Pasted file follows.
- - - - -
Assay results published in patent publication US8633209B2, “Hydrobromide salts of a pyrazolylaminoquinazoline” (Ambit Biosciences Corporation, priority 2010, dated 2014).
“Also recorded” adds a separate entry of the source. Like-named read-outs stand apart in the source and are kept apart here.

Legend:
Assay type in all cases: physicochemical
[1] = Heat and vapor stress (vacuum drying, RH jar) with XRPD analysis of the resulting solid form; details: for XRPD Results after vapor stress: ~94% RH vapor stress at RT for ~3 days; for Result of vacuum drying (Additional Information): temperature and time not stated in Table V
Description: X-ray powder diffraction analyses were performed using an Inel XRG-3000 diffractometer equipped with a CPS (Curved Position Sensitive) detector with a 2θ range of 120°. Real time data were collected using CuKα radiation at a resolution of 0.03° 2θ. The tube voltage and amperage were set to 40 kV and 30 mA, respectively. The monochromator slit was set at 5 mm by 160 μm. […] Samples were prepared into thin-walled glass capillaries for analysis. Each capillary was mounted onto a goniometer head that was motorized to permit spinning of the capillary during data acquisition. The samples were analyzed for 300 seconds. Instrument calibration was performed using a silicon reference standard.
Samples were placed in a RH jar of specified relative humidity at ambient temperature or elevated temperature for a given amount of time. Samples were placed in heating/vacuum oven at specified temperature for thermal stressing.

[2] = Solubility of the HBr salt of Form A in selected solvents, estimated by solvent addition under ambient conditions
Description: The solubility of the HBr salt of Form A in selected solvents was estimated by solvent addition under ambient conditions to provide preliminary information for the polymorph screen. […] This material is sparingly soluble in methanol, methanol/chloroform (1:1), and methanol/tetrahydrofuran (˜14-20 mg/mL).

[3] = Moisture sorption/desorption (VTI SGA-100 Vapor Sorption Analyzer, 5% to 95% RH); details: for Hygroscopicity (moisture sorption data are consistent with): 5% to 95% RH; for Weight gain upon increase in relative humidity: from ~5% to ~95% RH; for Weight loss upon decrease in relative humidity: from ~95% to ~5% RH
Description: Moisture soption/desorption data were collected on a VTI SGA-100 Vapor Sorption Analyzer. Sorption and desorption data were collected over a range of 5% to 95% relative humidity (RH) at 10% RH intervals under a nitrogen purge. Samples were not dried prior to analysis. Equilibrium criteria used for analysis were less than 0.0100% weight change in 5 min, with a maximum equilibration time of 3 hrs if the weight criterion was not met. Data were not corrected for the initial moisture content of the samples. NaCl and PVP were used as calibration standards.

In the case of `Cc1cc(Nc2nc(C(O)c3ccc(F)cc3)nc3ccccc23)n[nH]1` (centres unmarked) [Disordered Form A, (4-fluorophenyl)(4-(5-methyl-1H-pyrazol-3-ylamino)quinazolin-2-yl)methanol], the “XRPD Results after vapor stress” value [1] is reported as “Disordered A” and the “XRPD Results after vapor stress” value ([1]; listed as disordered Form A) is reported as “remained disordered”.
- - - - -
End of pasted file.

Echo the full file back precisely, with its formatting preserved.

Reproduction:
Assay results published in patent publication US8633209B2, “Hydrobromide salts of a pyrazolylaminoquinazoline” (Ambit Biosciences Corporation, priority 2010, dated 2014).
“Also recorded” adds a separate entry of the source. Like-named read-outs stand apart in the source and are kept apart here.

Legend:
Assay type in all cases: physicochemical
[1] = Heat and vapor stress (vacuum drying, RH jar) with XRPD analysis of the resulting solid form; details: for XRPD Results after vapor stress: ~94% RH vapor stress at RT for ~3 days; for Result of vacuum drying (Additional Information): temperature and time not stated in Table V
Description: X-ray powder diffraction analyses were performed using an Inel XRG-3000 diffractometer equipped with a CPS (Curved Position Sensitive) detector with a 2θ range of 120°. Real time data were collected using CuKα radiation at a resolution of 0.03° 2θ. The tube voltage and amperage were set to 40 kV and 30 mA, respectively. The monochromator slit was set at 5 mm by 160 μm. […] Samples were prepared into thin-walled glass capillaries for analysis. Each capillary was mounted onto a goniometer head that was motorized to permit spinning of the capillary during data acquisition. The samples were analyzed for 300 seconds. Instrument calibration was performed using a silicon reference standard.
Samples were placed in a RH jar of specified relative humidity at ambient temperature or elevated temperature for a given amount of time. Samples were placed in heating/vacuum oven at specified temperature for thermal stressing.

[2] = Solubility of the HBr salt of Form A in selected solvents, estimated by solvent addition under ambient conditions
Description: The solubility of the HBr salt of Form A in selected solvents was estimated by solvent addition under ambient conditions to provide preliminary information for the polymorph screen. […] This material is sparingly soluble in methanol, methanol/chloroform (1:1), and methanol/tetrahydrofuran (˜14-20 mg/mL).

[3] = Moisture sorption/desorption (VTI SGA-100 Vapor Sorption Analyzer, 5% to 95% RH); details: for Hygroscopicity (moisture sorption data are consistent with): 5% to 95% RH; for Weight gain upon increase in relative humidity: from ~5% to ~95% RH; for Weight loss upon decrease in relative humidity: from ~95% to ~5% RH
Description: Moisture soption/desorption data were collected on a VTI SGA-100 Vapor Sorption Analyzer. Sorption and desorption data were collected over a range of 5% to 95% relative humidity (RH) at 10% RH intervals under a nitrogen purge. Samples were not dried prior to analysis. Equilibrium criteria used for analysis were less than 0.0100% weight change in 5 min, with a maximum equilibration time of 3 hrs if the weight criterion was not met. Data were not corrected for the initial moisture content of the samples. NaCl and PVP were used as calibration standards.

In the case of `Cc1cc(Nc2nc(C(O)c3ccc(F)cc3)nc3ccccc23)n[nH]1` (centres unmarked) [Disordered Form A, (4-fluorophenyl)(4-(5-methyl-1H-pyrazol-3-ylamino)quinazolin-2-yl)methanol], the “XRPD Results after vapor stress” value [1] is reported as “Disordered A” and the “XRPD Results after vapor stress” value ([1]; listed as disordered Form A) is reported as “remained disordered”.